Elephant Hunting: Big Game Hunter Pays $60,000 To Kill 50-Year-Old Bull Elephant

The killing of a massive elephant in Zimbabwe by a German hunter has sparked international outrage, but it appears that the hunt was legal.

The dead elephant is estimated to be about 50-years-old, and its massive tusks are reported to have weighed in at 120 pounds each. The identity of the animal is something of a mystery, as the Telegraph reports that local experts had never seen the elephant in the vicinity of Zimbabwe's Gonarezhou National Park.

elephant hunting zimbabwe
The elephant may have been 50 years old at the time it was shot by a German hunter. [Credit: The Telegraph]Early reports speculated that the massive elephant was a South African bull named Nkombo that had wandered in from an adjoining park. Nkombo used to have a satellite collar, but he lost it in 2014.

Nkombo was sighted in South Africa on October 3, however, and the Telegraph reports that it is unlikely that the animal could have traveled the intervening distance of several hundred miles between then and October 8, when this elephant was shot by the German hunter.

Despite confusion as to the identity of the elephant, CNN reports that the hunt was legal. Unlike the recent killing of Cecil the lion, which was shrouded in controversy, the hunter and his guide in this situation are reported to have acted within the law.

According to the Telegraph, the German hunter had all his ducks in a row before he set off on a 21-day big game hunt with plans to go after elephants, leopards, lions, buffalo, and rhinoceros. The guide company had all the appropriate permits, and the German hunter personally paid $60,000 for the permit that allowed him to shoot the massive elephant.

Since everything about the hunt appears to have been legal, the controversy centers on the sheer size and age of the elephant. According to experts, the same things that made this particular elephant an attractive trophy would have helped attract tourists to the area.

According to the Telegraph, Anthony Kaschula, operator of a photographic safari outfit in the area where the elephant was killed, thinks that particularly outstanding animals such as this one should be exempt from hunting, whether or not other hunts are allowed to take place.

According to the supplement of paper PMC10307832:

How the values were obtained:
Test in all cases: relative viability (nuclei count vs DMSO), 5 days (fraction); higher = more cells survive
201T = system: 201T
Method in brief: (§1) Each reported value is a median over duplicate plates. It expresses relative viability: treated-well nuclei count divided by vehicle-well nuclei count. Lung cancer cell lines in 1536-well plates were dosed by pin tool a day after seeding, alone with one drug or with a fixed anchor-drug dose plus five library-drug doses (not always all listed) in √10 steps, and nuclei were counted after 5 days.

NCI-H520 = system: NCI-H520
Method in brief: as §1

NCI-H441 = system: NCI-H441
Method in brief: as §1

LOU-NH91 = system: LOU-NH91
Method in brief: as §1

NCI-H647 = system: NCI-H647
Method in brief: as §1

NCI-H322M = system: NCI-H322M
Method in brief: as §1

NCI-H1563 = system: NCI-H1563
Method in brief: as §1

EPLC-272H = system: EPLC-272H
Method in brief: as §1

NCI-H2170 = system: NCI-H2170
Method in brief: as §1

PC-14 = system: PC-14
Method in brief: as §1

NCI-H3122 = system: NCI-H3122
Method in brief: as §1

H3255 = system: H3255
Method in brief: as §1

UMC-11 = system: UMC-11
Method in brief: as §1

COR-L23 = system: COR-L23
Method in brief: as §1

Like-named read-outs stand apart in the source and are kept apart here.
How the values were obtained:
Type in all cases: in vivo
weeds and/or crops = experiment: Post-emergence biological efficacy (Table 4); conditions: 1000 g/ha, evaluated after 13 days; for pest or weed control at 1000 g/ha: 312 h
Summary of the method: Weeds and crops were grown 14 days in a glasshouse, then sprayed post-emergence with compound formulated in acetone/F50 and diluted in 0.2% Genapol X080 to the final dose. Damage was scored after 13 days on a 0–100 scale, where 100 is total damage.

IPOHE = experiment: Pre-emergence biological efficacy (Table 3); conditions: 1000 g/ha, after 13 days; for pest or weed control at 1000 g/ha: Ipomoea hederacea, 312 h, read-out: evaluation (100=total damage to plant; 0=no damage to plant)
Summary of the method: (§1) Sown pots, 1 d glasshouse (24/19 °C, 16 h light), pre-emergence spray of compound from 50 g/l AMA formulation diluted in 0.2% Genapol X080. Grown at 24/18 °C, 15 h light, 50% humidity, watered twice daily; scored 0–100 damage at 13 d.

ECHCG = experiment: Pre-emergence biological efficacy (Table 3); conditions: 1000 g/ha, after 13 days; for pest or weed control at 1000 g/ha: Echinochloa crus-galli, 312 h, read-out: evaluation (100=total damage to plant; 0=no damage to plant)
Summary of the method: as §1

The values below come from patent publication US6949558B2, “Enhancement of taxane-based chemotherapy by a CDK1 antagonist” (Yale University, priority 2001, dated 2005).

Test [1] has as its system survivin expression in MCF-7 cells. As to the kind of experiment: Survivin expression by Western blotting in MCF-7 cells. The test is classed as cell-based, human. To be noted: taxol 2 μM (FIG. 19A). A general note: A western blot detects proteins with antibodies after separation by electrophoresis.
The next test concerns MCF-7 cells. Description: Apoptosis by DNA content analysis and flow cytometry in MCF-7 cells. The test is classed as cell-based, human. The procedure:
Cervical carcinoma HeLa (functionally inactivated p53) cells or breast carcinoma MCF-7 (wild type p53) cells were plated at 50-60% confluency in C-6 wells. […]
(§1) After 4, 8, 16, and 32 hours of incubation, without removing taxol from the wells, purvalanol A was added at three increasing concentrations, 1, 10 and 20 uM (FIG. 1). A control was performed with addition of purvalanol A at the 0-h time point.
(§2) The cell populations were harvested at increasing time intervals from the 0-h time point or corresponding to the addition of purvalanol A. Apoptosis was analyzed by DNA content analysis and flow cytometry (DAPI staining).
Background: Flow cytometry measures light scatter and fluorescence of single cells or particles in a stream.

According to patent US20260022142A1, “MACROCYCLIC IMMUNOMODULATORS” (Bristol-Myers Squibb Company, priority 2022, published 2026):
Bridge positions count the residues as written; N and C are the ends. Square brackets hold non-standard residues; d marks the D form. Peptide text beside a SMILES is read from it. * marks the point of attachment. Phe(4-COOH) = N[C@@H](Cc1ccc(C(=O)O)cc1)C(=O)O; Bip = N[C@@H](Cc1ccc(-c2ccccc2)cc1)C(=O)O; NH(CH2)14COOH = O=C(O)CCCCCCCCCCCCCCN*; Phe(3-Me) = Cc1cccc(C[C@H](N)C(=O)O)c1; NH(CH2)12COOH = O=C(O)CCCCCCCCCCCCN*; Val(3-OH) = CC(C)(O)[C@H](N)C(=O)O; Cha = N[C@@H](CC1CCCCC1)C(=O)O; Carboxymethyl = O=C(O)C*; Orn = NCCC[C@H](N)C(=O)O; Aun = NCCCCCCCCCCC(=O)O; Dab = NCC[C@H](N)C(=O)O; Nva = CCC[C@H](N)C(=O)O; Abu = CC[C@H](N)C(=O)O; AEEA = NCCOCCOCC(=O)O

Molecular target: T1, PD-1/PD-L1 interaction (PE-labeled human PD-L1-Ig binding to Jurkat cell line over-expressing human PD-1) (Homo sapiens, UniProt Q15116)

"Individual elephants such as these should be accorded their true value as a National Heritage and should be off limits to hunting. In this case, we have collectively failed to ensure that legislation is not in place to help safeguard such magnificent animals."
The Chairman of the Zimbabwe Professional Hunters and Guides Association, Louis Muller, actually agrees.

Speaking to the Telegraph, Muller said that the German hunter and his guide had no idea how large the elephant was before it was shot, but that he has previously recommended the collaring of especially large elephants so that hunters know to avoid them.

"We have suggested before to all concerned parties that each elephant area should collar a few with biggest tusks, so that we do not shoot them," Muller told the Telegraph. "Nobody responded to our suggestion last year. We believe this might now be taken seriously."

The United States banned the import of elephant trophies from Zimbabwe and Tanzania in 2014, and the German government may prevent this hunter from keeping his trophy as well.

While Germany doesn't have an outright ban on hunters bringing elephant trophies into the country, it has blocked the import of trophies that weren't taken in accordance with German wildlife regulations, according to the World Wildlife Fund.

Officials in Zimbabwe have come out against prohibitions on elephant hunting in the United States and elsewhere. While the United States has banned the import of elephant trophies due to the collapse of elephant population in Zimbabwe and Tanzania, those countries depend on the money generated by big game hunting.

The CBC reports that Zimbabwe's Environment, Water and Climate Minister, Oppah Muchinguri, even blamed the United States ban for an uptick in elephant poaching.

"All this poaching is because of American policies, they are banning sport hunting," Muchinguri told the CBC. "An elephant would cost $120,000 in sport hunting but a tourist pays only $10 to view the same elephant."

Do you think that the United States is right to ban hunters from bringing their elephant trophies into the country?

[Photo credit: Donovan van Staden/Shutterstock]